In the future will we only have negative interest-rates and yields?

Today I wish to examine the concept of negativity but not in the way that it is normally meant! Specifically I wish to look at it in the land of economics with specific reference to negative interest-rates which are an increasing feature of the landscape. This has long been a theme of this blog which has been on this particular case for some years now. I recall telling a UK think-tank (that phrase is now in my financial lexicon) back in the autumn of 2010 that negative interest-rates were a genuine danger and returned to the subject regularly including on the 11th of October 2012.

This has given us a situation where some have to pay ever higher interest rates on borrowing but others may find themselves receiving negative interest rates on their savings. So they may save 100 and get back 99 in a year’s time.

What had brought the subject up back then was this situation.

If we look at official interest-rates then we have seen examples of this develop in 2012. For example in Switzerland the two-year government bond yield first went negative back in early April and is -0.16% today. German yields have also gone negative at times although right now the only one actually negative is her three month one. Back in July the Danish central bank found itself issuing some of its certificates of deposits or CDs at an interest rate of -0.2%.

That is a familiar list of candidates as we shall see in a moment! But the issue is a growing one as we mull how much contagion there will be. Also back then I quoted from the Financial Times on the 23rd of August of that year.

Bank executives, as well as central bankers, are clear that lenders have to increase their loan prices to compensate for the loss, as they are unable to impose negative rates on customers.

So rather than the economic stimulus claimed in fact negative interest-rates may well turn out to be a contractionary influence. Those with debt may wonder at another Alice In Wonderland feature of the credit crunch era where less (lower official interest-rates) is more (higher borrowing rates for the rest of us). The subject went on.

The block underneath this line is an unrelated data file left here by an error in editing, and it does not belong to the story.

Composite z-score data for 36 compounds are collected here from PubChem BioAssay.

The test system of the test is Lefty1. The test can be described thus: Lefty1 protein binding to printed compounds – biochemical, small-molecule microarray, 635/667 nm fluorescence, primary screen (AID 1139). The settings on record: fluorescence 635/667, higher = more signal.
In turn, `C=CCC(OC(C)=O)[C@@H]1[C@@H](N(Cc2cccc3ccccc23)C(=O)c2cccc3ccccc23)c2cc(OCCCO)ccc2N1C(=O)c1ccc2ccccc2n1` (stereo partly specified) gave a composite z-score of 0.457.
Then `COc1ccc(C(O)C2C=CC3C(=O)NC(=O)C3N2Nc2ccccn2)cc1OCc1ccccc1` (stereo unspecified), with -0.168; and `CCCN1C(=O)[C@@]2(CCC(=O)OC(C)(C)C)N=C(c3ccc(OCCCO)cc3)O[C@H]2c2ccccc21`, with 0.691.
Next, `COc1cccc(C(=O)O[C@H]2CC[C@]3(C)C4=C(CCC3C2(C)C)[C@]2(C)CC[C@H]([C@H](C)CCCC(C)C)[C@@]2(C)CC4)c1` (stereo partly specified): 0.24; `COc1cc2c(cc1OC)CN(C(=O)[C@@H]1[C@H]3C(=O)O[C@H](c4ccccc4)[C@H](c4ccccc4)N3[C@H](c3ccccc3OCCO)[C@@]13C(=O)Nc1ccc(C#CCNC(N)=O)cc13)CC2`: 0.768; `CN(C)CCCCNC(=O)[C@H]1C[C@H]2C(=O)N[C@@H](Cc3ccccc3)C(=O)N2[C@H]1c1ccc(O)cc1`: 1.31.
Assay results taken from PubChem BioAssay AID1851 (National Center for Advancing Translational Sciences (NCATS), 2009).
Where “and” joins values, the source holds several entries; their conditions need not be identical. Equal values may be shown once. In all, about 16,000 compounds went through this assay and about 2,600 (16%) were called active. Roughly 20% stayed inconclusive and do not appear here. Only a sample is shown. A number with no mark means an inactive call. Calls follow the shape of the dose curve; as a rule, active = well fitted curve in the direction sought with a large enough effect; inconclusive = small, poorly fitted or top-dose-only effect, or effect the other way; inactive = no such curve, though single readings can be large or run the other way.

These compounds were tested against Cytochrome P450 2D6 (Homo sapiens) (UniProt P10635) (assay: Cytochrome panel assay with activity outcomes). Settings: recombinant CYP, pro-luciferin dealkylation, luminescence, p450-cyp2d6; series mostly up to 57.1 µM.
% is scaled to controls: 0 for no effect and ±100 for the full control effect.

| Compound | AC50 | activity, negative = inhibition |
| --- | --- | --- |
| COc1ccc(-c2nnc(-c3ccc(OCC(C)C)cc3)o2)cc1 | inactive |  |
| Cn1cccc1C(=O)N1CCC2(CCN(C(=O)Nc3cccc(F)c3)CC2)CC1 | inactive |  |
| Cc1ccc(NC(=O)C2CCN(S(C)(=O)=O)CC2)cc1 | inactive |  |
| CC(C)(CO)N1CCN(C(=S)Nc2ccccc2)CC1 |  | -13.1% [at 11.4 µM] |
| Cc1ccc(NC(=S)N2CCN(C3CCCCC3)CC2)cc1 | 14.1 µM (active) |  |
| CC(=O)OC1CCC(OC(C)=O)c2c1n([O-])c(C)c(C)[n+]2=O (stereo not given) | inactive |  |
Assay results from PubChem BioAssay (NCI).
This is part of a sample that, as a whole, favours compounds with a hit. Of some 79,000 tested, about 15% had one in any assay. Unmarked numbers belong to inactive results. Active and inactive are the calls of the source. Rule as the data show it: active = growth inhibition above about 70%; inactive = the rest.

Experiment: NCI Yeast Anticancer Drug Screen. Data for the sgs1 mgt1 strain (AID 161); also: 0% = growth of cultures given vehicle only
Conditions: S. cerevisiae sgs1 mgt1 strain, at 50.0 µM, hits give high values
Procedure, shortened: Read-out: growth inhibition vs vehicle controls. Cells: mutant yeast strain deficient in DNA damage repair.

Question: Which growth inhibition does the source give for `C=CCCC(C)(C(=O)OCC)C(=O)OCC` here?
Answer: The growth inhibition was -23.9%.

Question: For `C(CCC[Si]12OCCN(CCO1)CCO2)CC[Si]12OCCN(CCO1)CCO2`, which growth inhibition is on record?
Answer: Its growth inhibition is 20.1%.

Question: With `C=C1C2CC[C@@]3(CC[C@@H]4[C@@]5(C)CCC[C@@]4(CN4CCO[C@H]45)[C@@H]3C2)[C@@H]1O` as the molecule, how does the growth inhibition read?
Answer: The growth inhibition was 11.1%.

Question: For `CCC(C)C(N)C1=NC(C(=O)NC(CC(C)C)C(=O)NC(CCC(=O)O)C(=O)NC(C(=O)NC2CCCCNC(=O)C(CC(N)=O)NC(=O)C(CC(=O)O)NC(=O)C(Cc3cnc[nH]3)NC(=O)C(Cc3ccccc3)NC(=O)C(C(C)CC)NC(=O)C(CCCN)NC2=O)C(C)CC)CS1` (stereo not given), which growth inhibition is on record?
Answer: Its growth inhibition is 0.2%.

Ah yes, so lower interest-rates officially mean higher ones for borrowers do they? Let me tuck that into my financial lexicon. Indeed Thomas Kressin of PIMCO (the world’s largest bond fund) described such thoughts like this.

It is almost quantum physics

Why is this on your mind today Shaun?

This is a subject which was exacerbated by the behaviour of the Swiss National Bank only last Thursday as in addition to abandoning the Swiss Franc cap at 1.20 to the Euro it announced this.

At the same time, it is lowering the interest rate on sight deposit account balances that exceed a given exemption threshold by 0.5 percentage points, to −0.75%.

In terms of official interest-rates this was a move which broke new ground for a major economy and is the current leader of the pack. This was then followed by extraordinary developments in the Swiss Bond market where negative yields spread their way as fast as a bacterial infection along the maturity spectrum. It still seems extraordinary for a ten-year bond yield to be negative but according to Bloomberg the Swiss ten-year currently yields -0.08%. Just to be absolutely clear rather than them paying you interest the investor pays them. If we think of this on a stand-alone basis this rather destroys the point of a bond does it not?

Denmark

I did say that there would be a familiar list of names! Pressure was placed on Denmark and the peg that it has to the Euro by the Swiss announcement. This was only exacerbated by the official denials which of course reminded us one more time of this from Jim Hacker in Yes Minister

Never believe anything until it is officially denied.

We did not have to wait long for the denials to turn to action as yesterday the Danish Central Bank announced this.

Effective from 20 January 2015, Danmarks Nationalbank’s lending rate and interest rate on certificates of deposit are reduced by 0.15 percentage point. The discount rate and the current account rate are unchanged.

The Danish central bank has done something of a hokey-cokey dance with negative interest-rates but they are drawing it into their web with ever more force.

Certificate of deposit rate: -0.20 per cent

I guess that they are awaiting Thursday and the policy announcement by the ECB with extreme nervousness. Although of course the official view is that there is nothing to worry about. From Bloomberg.

“Circumstances significantly different from Denmark’s” were behind the Swiss National Bank’s decision, Danish Economy Minister Morten Oestergaard said in a phone interview. “Any comparison between Denmark and Switzerland is impossible.”

Actually the road to Thursday lunchtime may yet be a very long one for the Danish central bank as we wonder at what point the ECB will let it know what it plans to do next. I wish them good luck as on many of the roads forwards they will certainly need it.